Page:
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kind of -- if there's a way to actually, you know, make people feel like that is an allowable, reasonable, publicly supported intervention, that could reduce people's access to guns when going through a bad patch. >> eva, solutions? >> i want to go back to the kids, because we were all just torn up about the kids at sandy hook. and also the kids who were survivors, and everyone was sad, and that was a good thing. but think of the kids you were just talking about who go through this every day. what are we doing for them? maybe you do this at your hospitals, but i think some type of therapy, psychological support, not just for the kids, but for the parents. in my discussions this week about this topic with people in oakland, people said, people aren't getting educated. so you can't get a job. one good way to make money is to sell drugs. if you're selling drugs, you're going to come in to violence because things are really crazy. there's this chain reaction. the last thing, what i talked about before, why am i not meeting with those parents on the street in oakland?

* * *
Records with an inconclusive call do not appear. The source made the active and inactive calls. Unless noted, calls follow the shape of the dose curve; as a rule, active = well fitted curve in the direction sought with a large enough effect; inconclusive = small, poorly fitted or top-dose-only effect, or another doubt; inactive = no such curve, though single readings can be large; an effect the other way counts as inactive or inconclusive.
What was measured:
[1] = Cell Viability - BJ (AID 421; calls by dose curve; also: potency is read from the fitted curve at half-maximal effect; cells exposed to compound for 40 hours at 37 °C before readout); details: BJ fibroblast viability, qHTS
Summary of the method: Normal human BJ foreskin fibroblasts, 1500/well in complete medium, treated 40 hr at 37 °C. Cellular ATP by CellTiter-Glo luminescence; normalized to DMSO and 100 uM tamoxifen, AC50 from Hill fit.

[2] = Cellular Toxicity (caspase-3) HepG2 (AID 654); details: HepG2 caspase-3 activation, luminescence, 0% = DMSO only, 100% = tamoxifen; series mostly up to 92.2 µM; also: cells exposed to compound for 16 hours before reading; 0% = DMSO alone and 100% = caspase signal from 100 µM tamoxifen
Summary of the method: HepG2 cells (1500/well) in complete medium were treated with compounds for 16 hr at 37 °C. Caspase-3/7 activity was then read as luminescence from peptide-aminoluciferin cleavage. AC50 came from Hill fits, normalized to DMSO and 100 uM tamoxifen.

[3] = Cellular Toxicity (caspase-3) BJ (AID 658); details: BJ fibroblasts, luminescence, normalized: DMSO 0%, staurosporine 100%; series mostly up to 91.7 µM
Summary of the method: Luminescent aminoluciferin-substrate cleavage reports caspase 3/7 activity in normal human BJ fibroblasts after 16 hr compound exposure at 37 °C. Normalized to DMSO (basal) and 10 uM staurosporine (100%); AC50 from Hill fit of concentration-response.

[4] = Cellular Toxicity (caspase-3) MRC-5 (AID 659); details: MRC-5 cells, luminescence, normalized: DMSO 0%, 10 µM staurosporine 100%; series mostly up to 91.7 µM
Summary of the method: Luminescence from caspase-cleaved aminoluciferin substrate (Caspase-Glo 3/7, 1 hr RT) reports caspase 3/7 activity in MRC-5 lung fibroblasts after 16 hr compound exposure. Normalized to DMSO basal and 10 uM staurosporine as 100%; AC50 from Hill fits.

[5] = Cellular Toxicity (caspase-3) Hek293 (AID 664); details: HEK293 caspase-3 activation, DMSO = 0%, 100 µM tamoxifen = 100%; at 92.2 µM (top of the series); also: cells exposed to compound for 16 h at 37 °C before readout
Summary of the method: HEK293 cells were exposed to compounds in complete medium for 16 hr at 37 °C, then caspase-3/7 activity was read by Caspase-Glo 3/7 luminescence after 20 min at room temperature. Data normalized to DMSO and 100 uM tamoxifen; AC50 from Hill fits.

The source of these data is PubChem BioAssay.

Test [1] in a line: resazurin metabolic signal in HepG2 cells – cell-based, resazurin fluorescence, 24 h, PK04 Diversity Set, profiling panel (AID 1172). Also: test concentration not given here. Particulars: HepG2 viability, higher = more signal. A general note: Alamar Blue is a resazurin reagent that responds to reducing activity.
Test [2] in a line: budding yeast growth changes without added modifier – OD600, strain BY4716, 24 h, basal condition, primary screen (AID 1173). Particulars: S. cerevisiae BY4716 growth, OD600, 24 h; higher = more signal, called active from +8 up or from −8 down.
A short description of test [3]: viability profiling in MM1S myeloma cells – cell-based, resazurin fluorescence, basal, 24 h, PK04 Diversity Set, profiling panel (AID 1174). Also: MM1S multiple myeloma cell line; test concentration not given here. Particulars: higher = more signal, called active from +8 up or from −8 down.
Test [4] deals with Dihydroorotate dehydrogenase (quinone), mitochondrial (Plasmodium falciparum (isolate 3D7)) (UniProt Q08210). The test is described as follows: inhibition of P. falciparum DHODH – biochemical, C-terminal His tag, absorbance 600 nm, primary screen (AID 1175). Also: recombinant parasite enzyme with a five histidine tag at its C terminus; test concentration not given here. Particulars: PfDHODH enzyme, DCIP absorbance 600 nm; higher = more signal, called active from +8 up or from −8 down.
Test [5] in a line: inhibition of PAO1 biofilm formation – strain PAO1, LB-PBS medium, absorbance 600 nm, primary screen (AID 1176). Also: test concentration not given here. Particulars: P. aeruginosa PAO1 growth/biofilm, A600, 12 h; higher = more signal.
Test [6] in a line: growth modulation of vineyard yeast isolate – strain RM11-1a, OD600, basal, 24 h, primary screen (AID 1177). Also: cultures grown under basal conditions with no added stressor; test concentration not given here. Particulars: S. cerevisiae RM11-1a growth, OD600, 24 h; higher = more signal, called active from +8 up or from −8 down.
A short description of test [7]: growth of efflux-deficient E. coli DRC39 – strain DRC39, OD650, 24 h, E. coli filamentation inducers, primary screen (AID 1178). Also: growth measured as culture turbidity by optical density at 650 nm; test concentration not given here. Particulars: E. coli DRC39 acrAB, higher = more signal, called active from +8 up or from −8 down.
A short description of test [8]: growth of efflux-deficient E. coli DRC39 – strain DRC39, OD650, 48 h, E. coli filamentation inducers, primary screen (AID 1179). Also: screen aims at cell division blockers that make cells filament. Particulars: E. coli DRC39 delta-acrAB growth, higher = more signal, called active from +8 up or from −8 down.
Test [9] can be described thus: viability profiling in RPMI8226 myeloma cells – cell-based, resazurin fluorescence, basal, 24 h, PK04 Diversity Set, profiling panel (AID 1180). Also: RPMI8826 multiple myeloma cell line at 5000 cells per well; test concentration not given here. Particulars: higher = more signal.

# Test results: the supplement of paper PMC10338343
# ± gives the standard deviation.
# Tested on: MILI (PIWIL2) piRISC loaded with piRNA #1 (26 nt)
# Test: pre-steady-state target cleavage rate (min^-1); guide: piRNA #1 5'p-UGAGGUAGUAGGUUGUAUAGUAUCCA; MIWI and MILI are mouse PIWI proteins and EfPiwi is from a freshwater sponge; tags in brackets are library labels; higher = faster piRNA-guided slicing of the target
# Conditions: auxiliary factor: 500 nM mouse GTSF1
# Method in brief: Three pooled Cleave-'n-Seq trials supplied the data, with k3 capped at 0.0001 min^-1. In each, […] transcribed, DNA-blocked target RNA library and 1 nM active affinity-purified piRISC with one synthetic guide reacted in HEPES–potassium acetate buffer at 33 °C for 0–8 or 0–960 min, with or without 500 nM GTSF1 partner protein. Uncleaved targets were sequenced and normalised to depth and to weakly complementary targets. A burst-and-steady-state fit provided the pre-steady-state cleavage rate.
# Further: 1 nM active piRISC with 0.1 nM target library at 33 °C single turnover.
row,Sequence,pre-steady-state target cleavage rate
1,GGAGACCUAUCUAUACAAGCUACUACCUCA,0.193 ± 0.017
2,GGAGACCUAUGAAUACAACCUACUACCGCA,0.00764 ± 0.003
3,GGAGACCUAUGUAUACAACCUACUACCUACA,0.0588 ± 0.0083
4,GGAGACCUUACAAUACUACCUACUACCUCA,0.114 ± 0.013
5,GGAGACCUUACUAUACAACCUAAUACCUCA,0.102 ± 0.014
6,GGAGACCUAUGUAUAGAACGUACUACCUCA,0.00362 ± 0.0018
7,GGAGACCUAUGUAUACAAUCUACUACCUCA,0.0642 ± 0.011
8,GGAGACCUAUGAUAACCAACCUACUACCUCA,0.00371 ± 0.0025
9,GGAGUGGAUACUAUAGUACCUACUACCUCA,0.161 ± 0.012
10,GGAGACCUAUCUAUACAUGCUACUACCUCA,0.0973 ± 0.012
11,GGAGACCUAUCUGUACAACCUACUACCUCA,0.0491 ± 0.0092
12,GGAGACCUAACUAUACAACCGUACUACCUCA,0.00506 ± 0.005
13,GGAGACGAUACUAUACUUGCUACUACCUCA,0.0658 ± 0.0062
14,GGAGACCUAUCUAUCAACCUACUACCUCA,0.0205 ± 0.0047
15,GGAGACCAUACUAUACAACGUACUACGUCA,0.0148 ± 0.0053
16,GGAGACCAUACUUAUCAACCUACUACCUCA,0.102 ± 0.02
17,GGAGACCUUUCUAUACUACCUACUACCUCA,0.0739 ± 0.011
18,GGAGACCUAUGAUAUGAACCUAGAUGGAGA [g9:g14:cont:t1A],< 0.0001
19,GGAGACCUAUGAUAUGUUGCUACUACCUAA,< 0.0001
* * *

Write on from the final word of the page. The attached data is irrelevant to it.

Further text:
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why isn't the head of clorox not meeting with them? why aren't we feeling like a community of oakland rather than, oh, isn't it terrible what's going on? i have some responsibility as well. i think many of us do. maybe this show will be a catalyst for having that kind of conversation. but we're some smart people in oakland. i need to know you. i need to work with you. i need to connect with you. i work with you. >> and in richmond, san jose, emeryville. and in places that, perhaps, aren't under siege, reaching across the border to places that are. doctor, your solution? >> i think there are actually a number of solutions that are available. you know, as much as we have research about the negative impact, we also have lots of research there are things that work. there are trauma informed and evidence-based therapies available that we provide at children's and a number of folks provide throughout the east bay. there are also folks up in arms, folks that are kind of coalescicoalesc coalescing and doing work. work that's done at some of the high schools, youth empowerment, youth uprising, there's a number